favor to Africa. It is simply the result 
of an honest facing of realities in the 
maintenance of international peace and 
security. 

America's relations with African 
countries have improved. Zambia's re- 
lations with the United States have 
improved. Conflict of views is being 
replaced by concord in the solution of 
current crises. Where America would 
have rushed to be involved in support- 
ing a wrong cause, fighting by proxy 
any infestation of communism, re- 
straint has prevailed. Communications 
between us and the United States have 
been facilitated greatly by the removal 
of a number of obstacles that have 
stood in our way. 

The Vietnam war is over. While the 
Middle East conflict remains unre- 
solved, there is great recognition that 
the restoration of the rights of all 
people in that area, including the Pales- 
tinians, is essential for the establish- 
ment of lasting and just peace. 

In southern Africa, there is greater 
understanding and acceptance that the 
interests of the United States of 
America will not be served by the 
status quo but by a change in struc- 
tural relations between white, black, 
and brown, in which no one race will 
be superior over the others. 

America is playing a decisive role in 
the current initiatives to achieve inde- 
pendence for Zimbabwe and Namibia 
based on majority rule. President Car- 
ter and his Administration have been 
most forthright in giving concrete ex- 
pression to America's antiracist and 
antioppression policies. 

We will support any genuine efforts 
designed to achieve peace based on 
freedom and justice and the enhance- 
ment of human dignity. We have 
never compromised our principles be- 
fore, even in the face of great difficul- 
ties. We will not now do so. 

We are strengthened and are re- 
solved by the knowledge that the 
American Government and the many 
people of good will in this great coun- 
try accept the principles which moti- 
vated the Founding Fathers to launch 
their revolution which led to the Dec- 
laration of American Independence. 

The same spirit and beliefs con- 
tained in the American Declaration of 
Independence motivate liberation 
movements. They want freedom and 
independence. We want mankind to be 
free, not only free from all forms of 
oppression and exploitation of man by 
man But also tree to do what we want 
and when we want within the law of 
the land. 

This brings me to the subject of 



Department of State Bullet 

human rights, which President Cam 
has championed since coming to o 
liu' The struggle of all the people i 
the world, wherever they may be, 
the struggle for the enhancement ( 
human dignity. That the President tj 
the United States should champion tr 
cause of human rights is a source <| 
great inspiration to all of us. 

There are those who are cynic; 
about the importance of morality i 
politics. I say they are wrong. I bt 
lieve that unless morality occupies 
higher place in deciding the fate of ot, 
fellow man and in shaping the destin, 
of mankind, the consequences aii 
bound to be catastrophic. Withoi 
moral principles guiding decisionmali 
ers, a nuclear war which haunts all (| 
us will be more difficult to avoi(|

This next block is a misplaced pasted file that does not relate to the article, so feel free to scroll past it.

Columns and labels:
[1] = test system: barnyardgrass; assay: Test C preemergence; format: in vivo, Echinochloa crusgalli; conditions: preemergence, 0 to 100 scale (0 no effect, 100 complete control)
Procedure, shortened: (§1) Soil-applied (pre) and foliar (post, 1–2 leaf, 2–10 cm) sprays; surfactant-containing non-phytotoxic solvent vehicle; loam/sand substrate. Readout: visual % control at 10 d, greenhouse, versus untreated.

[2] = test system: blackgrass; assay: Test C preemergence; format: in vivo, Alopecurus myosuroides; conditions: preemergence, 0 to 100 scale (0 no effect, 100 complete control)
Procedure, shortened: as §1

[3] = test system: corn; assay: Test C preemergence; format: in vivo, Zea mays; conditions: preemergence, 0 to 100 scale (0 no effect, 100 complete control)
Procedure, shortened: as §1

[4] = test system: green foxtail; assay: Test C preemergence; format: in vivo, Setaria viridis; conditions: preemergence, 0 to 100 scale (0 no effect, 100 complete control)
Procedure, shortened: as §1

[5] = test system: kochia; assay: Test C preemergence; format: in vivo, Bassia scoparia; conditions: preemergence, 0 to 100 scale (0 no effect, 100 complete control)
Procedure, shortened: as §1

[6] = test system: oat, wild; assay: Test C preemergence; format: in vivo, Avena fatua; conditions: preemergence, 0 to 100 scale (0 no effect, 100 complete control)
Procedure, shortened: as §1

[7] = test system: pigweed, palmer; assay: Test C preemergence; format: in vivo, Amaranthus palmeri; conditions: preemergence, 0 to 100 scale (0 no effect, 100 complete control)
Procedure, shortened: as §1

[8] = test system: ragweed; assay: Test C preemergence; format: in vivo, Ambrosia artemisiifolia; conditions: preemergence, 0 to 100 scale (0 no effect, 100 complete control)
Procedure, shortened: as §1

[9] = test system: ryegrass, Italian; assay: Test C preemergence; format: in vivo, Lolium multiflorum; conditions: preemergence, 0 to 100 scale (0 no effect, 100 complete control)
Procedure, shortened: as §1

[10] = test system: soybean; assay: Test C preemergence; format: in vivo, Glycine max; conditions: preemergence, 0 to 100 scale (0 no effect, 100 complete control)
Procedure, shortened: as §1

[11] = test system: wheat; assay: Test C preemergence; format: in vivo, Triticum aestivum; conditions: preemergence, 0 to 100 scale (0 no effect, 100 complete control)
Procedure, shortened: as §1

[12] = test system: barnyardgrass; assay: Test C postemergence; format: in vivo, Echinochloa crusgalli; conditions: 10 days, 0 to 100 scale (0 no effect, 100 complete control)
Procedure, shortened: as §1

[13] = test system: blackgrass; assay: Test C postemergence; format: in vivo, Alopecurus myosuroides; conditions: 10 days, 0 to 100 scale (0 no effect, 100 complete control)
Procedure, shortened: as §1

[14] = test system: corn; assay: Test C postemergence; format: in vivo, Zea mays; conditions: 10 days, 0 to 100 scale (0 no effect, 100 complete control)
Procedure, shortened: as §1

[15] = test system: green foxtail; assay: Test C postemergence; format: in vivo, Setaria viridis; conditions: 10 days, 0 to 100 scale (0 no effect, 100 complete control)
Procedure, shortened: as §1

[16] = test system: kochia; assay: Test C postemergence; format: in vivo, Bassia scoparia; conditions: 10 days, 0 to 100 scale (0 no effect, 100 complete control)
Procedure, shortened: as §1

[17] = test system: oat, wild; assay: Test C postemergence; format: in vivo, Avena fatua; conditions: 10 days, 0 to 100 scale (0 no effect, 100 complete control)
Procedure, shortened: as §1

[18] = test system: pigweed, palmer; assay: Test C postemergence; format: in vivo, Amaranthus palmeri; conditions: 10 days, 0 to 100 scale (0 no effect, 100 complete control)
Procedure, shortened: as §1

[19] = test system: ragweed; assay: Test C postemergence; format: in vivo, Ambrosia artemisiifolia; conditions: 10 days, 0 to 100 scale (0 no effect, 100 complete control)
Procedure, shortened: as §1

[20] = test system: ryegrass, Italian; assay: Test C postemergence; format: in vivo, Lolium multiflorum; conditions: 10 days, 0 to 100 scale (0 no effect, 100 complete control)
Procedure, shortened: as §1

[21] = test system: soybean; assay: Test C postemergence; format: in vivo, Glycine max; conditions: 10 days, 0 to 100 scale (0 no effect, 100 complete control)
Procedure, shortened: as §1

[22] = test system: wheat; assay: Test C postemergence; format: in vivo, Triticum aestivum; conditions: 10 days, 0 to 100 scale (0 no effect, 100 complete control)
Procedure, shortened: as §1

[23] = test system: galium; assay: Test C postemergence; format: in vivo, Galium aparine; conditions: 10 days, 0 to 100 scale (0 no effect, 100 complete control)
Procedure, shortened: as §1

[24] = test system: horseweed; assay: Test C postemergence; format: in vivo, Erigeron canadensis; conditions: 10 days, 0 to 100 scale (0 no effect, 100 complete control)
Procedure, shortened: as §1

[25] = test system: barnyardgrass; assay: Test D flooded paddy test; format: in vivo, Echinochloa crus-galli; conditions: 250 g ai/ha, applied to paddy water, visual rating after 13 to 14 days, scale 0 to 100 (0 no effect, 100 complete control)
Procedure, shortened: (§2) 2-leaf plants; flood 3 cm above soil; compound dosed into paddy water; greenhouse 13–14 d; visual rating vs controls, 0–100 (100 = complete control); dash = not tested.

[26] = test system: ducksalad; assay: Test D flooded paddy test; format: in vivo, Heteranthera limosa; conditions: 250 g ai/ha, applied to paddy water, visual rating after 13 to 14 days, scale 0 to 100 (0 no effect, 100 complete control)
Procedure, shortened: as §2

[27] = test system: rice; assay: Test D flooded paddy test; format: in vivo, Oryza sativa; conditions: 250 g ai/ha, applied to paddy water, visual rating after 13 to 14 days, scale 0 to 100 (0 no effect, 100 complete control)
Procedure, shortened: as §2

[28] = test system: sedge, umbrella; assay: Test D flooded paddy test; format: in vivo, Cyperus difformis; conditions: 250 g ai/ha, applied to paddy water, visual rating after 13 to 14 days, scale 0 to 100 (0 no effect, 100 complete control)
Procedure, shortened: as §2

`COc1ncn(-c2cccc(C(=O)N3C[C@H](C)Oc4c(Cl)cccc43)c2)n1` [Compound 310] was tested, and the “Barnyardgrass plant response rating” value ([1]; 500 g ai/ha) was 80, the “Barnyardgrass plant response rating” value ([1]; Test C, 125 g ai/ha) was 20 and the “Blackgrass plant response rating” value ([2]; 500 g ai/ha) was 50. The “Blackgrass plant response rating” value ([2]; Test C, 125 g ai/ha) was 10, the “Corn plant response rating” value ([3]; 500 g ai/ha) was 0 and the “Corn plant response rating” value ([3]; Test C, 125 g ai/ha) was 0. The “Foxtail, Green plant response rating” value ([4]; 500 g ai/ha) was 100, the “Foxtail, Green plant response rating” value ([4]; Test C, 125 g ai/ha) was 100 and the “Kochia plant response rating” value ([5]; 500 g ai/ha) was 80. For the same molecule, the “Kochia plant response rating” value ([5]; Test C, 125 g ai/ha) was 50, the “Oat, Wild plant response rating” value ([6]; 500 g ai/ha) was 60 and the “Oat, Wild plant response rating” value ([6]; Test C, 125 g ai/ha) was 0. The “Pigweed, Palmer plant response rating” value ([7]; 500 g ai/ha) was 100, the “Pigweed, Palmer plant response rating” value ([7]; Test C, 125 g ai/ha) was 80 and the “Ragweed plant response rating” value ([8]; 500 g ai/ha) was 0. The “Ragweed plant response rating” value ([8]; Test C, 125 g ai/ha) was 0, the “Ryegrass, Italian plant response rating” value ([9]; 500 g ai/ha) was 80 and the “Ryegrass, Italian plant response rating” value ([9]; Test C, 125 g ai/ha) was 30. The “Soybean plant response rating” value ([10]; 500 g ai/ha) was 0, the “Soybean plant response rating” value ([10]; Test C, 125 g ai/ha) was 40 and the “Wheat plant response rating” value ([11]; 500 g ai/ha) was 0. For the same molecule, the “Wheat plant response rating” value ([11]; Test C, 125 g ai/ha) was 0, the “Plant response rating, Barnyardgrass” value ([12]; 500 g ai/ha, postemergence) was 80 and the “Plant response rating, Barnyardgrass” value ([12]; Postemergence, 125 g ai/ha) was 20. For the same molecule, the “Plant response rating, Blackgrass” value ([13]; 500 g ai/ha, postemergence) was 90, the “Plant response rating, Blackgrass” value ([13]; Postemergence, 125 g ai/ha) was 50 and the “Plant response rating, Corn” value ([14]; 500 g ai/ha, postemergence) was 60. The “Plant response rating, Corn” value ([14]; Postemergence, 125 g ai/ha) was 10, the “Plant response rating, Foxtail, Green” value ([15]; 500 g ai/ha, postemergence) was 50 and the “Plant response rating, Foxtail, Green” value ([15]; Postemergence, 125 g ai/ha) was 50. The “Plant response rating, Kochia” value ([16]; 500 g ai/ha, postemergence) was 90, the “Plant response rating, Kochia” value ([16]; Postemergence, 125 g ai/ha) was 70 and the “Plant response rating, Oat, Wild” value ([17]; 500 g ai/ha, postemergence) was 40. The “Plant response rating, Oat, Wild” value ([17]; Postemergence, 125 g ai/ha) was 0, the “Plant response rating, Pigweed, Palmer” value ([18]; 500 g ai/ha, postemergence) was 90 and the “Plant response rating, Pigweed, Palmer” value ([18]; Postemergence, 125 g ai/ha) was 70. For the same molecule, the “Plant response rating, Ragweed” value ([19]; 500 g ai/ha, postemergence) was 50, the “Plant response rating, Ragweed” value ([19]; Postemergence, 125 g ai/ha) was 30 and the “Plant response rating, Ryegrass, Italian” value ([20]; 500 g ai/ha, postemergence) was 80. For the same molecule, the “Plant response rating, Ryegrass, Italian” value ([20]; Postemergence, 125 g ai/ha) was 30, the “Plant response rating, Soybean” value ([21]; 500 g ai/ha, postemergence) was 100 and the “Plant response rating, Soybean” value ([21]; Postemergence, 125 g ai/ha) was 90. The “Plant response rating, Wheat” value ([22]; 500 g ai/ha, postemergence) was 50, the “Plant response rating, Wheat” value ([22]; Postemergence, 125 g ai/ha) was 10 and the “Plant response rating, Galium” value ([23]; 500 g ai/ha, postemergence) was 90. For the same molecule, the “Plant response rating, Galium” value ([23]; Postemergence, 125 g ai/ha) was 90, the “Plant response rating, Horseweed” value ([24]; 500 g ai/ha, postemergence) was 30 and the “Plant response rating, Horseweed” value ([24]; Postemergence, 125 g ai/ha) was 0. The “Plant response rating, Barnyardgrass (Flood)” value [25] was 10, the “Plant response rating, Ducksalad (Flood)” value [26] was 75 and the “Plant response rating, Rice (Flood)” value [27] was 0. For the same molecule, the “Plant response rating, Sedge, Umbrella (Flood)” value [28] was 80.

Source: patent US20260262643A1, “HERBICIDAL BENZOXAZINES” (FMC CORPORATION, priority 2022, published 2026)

Mankind's happy future will deperi 
on man's respect for man, on tr. 
moral correctness of man's actions t<| 
ward other men. 

We who come from that part of tl ; 
world called southern Africa unde 
stand that when morals are remove, 
from man's conscience, only a beast j 
heart is left behind. Without moral 
man is not man but a mere imitatu 
of God's original design. 

Therefore, I can only urge you. M 
President, I can only urge the peop 
of these United States to contini; 
sounding the moral drums even loud ) 
and clearer. 

We may not succeed now. But 1 j 
us begin to root our decisions on tl 
moral correctness of our actions. If v i 
should leave the decisions to tho: 
who think only in terms of militar I 
political, economic, or technologic l 
power, man will destroy the wor 
faster than he really wants. 

I do hope that this visit will help i 
bring our two countries and our tw 
peoples much closer together in sha 
ing the burdens of shaping man's ft 
ture. I am glad that this visit provide 
the opportunity to identify the be I 
route to our common goals. I 



'Text from Weekly Compilation of Pre:- 
dential Documents of May 22. 1978. For r 
marks made at the welcoming ceremony in t 
East K.iom of the White House on May 17. s> 
Weekly Compilation of May 22. p. 917. 



letter 
of Credence 



On February 15, 1978, the folio wit 
newly appointed Ambassador presenh 
his credentials to President Carter: 

Gabon — Jean-Daniel Mambouka. 



fly 1978 



ARMS CONTROL: Chemical 
Weapons Negotiations 



JiINTU.S.-U.S.S.R. 
STATEMENT, MAY 9' 

I |in its resolution 32/77 of December 
t, 1977, on the prohibition of chemi- 
p weapons, the United Nations Gen- 
eil Assembly stressed the need for 
ely submission of a joint initiative of 
1 United States of America and the 
lion of Soviet Socialist Republics to 
■: Conference of the Committee on 
[sarmament [CCD] in order to assist 
i in achieving early agreement on the 
pihibition of the development, pro- 
ration, and stockpiling of all chemi- 
1 weapons and on their destruction, 
le United States and the Soviet 
(liion recognize that this resolution 
rlects the desire of the international